body-container-line-1

In Nigeria's capital, residents live in fear after attacks

By Louise DEWAST
Nigeria After the dramatic Kuje jailbreak, new measures to beef up security were announced.  By Kola Sulaimon AFPFile
AUG 15, 2022 LISTEN
After the dramatic Kuje jailbreak, new measures to beef up security were announced. By Kola Sulaimon (AFP/File)

When gunmen bombed their way into Kuje prison freeing hundreds of inmates just 25 miles from Nigeria's capital, Assumpta Mgbe who lives nearby huddled her children around her.

"The ground was shaking, and we could hear the sound of gunshots for more than 30 minutes," said the 40-year-old woman who has spent two decades in the town where she owns a corner shop.

"No one expected it," she said of the daring July 5 assault claimed by the Islamic State group affiliate in Nigeria, ISWAP, that usually operates far away in the northeast.

The insurgents have claimed several attacks in states surrounding the Federal Capital Territory over recent months, reminding the six million FCT population of more violent times they thought long gone.

Since Kuje, "people are afraid to come outside" to shop and it's affecting Mgbe's business as well as that of many others.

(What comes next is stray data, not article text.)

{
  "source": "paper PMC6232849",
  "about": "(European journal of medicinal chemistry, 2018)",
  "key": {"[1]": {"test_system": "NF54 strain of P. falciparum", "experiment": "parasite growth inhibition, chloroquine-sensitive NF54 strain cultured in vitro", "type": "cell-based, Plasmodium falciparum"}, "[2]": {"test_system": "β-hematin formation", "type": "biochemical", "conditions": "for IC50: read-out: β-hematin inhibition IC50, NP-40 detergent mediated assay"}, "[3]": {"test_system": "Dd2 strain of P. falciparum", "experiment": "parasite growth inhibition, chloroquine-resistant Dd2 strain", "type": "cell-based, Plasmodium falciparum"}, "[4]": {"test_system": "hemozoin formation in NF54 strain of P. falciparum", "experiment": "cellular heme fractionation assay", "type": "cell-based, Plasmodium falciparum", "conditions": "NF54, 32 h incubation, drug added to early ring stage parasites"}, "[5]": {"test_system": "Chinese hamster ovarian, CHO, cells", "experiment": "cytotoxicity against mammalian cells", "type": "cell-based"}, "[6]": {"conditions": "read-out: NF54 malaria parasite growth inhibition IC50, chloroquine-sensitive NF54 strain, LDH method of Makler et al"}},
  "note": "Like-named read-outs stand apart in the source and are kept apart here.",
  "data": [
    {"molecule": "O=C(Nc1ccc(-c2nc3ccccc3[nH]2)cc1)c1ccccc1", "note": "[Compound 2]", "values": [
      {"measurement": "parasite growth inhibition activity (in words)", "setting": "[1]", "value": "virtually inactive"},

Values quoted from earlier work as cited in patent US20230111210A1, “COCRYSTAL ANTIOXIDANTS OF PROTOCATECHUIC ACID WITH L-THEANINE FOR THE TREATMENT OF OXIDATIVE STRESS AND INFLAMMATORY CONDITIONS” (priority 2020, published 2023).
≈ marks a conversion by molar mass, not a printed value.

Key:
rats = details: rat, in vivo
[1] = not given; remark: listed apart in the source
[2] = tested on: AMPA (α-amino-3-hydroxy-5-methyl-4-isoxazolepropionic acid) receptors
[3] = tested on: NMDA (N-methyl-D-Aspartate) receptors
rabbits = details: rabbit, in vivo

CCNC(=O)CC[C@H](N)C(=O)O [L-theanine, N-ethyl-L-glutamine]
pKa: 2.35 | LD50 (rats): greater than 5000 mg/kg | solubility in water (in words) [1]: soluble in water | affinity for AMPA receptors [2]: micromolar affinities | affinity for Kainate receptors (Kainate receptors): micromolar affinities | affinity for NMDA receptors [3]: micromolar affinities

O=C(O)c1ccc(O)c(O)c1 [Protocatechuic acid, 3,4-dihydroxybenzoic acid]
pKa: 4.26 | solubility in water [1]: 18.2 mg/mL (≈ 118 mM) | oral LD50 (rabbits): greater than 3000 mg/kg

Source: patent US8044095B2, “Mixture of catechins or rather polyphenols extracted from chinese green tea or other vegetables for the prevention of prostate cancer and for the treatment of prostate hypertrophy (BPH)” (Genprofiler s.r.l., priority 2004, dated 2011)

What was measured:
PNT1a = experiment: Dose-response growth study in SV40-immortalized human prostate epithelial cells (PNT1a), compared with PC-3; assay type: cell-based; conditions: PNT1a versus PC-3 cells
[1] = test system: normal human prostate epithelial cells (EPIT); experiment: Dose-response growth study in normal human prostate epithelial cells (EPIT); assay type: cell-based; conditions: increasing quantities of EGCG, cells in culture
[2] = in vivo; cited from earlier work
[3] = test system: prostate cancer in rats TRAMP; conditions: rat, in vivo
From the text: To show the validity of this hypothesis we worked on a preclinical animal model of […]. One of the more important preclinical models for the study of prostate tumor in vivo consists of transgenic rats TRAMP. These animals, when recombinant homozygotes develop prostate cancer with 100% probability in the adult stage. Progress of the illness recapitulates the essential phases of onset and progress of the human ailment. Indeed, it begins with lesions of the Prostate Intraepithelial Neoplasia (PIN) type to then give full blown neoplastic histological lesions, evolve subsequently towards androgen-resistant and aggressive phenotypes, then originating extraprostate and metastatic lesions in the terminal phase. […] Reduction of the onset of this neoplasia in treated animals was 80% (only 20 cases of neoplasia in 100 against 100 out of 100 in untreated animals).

It's not just ISWAP that worries residents but also heavily-armed criminals known as bandits who kidnap and kill.

A police truck stands outside the University of Abuja staff Quarters gate where gunmen kidnapped university professors, lecturers and family members on November 2, 2021.  By Kola Sulaimon AFPFile A police truck stands outside the University of Abuja staff Quarters gate where gunmen kidnapped university professors, lecturers and family members on November 2, 2021. By Kola Sulaimon (AFP/File)

"You don't know what will happen and when it will happen, but everybody is just kind of apprehensive on a daily basis," said Joseph Umeadi who works in an electronics repair shop in Kuje, off the main road.

In central Abuja, many taxi drivers like Segun Afolayan have stopped working at night.

"After six or seven (in the evening), everybody runs back to their houses," said Afolayan, who has been driving in the capital for over 30 years. "Before it was not like that."

Patrols, checkpoints

After the Kuje jailbreak that made global headlines and prompted President Muhammadu Buhari to say he was "disappointed" with his intelligence services, the police and military announced new measures to beef up security.

Early August, the Inspector-General of Police Usman Alkali Baba "ordered (the) massive deployment of additional police operatives and operational assets within the Federal Capital Territory and its environs."

Defence spokesman Major General Benard Onyeuko also told FCT residents they were "undaunted and unrelenting" in "efforts to ensure the safety of lives and properties".

But the patrols and checkpoints that appeared in Kuje last month have now vanished according to residents.

In central Abuja, the usual checkpoints that appear mostly at night are in place but there are no obvious signs of any additional ones.